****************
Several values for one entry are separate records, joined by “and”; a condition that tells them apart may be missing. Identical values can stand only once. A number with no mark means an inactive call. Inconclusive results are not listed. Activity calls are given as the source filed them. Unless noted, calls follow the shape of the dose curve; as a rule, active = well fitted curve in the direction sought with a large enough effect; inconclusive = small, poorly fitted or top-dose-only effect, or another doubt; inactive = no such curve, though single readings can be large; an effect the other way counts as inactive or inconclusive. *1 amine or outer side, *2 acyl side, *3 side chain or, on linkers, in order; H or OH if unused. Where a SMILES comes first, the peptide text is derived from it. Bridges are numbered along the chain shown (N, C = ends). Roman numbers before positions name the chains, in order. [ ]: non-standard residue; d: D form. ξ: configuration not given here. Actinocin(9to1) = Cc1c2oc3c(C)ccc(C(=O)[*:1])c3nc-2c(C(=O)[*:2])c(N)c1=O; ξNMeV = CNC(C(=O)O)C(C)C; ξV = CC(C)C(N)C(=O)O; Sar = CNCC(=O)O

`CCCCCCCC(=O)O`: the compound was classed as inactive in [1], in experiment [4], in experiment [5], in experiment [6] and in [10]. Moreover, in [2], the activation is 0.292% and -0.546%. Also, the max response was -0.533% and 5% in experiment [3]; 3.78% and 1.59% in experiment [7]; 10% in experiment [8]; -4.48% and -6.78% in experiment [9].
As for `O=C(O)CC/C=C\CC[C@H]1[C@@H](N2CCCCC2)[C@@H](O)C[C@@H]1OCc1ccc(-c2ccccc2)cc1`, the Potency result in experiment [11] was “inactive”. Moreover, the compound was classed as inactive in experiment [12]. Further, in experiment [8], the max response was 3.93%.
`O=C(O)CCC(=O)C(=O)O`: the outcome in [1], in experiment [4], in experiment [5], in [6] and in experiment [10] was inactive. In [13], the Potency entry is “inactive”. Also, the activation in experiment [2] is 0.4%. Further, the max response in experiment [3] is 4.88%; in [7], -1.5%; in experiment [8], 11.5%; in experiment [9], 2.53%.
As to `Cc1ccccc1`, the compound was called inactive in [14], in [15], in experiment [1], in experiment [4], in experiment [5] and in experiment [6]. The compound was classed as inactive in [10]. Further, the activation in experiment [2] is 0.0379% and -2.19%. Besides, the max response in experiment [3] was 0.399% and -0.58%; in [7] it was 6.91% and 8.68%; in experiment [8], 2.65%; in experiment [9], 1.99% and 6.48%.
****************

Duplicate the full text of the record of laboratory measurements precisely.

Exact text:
Several values for one entry are separate records, joined by “and”; a condition that tells them apart may be missing. Identical values can stand only once. A number with no mark means an inactive call. Inconclusive results are not listed. Activity calls are given as the source filed them. Unless noted, calls follow the shape of the dose curve; as a rule, active = well fitted curve in the direction sought with a large enough effect; inconclusive = small, poorly fitted or top-dose-only effect, or another doubt; inactive = no such curve, though single readings can be large; an effect the other way counts as inactive or inconclusive. *1 amine or outer side, *2 acyl side, *3 side chain or, on linkers, in order; H or OH if unused. Where a SMILES comes first, the peptide text is derived from it. Bridges are numbered along the chain shown (N, C = ends). Roman numbers before positions name the chains, in order. [ ]: non-standard residue; d: D form. ξ: configuration not given here. Actinocin(9to1) = Cc1c2oc3c(C)ccc(C(=O)[*:1])c3nc-2c(C(=O)[*:2])c(N)c1=O; ξNMeV = CNC(C(=O)O)C(C)C; ξV = CC(C)C(N)C(=O)O; Sar = CNCC(=O)O

`CCCCCCCC(=O)O`: the compound was classed as inactive in [1], in experiment [4], in experiment [5], in experiment [6] and in [10]. Moreover, in [2], the activation is 0.292% and -0.546%. Also, the max response was -0.533% and 5% in experiment [3]; 3.78% and 1.59% in experiment [7]; 10% in experiment [8]; -4.48% and -6.78% in experiment [9].
As for `O=C(O)CC/C=C\CC[C@H]1[C@@H](N2CCCCC2)[C@@H](O)C[C@@H]1OCc1ccc(-c2ccccc2)cc1`, the Potency result in experiment [11] was “inactive”. Moreover, the compound was classed as inactive in experiment [12]. Further, in experiment [8], the max response was 3.93%.
`O=C(O)CCC(=O)C(=O)O`: the outcome in [1], in experiment [4], in experiment [5], in [6] and in experiment [10] was inactive. In [13], the Potency entry is “inactive”. Also, the activation in experiment [2] is 0.4%. Further, the max response in experiment [3] is 4.88%; in [7], -1.5%; in experiment [8], 11.5%; in experiment [9], 2.53%.
As to `Cc1ccccc1`, the compound was called inactive in [14], in [15], in experiment [1], in experiment [4], in experiment [5] and in experiment [6]. The compound was classed as inactive in [10]. Further, the activation in experiment [2] is 0.0379% and -2.19%. Besides, the max response in experiment [3] was 0.399% and -0.58%; in [7] it was 6.91% and 8.68%; in experiment [8], 2.65%; in experiment [9], 1.99% and 6.48%.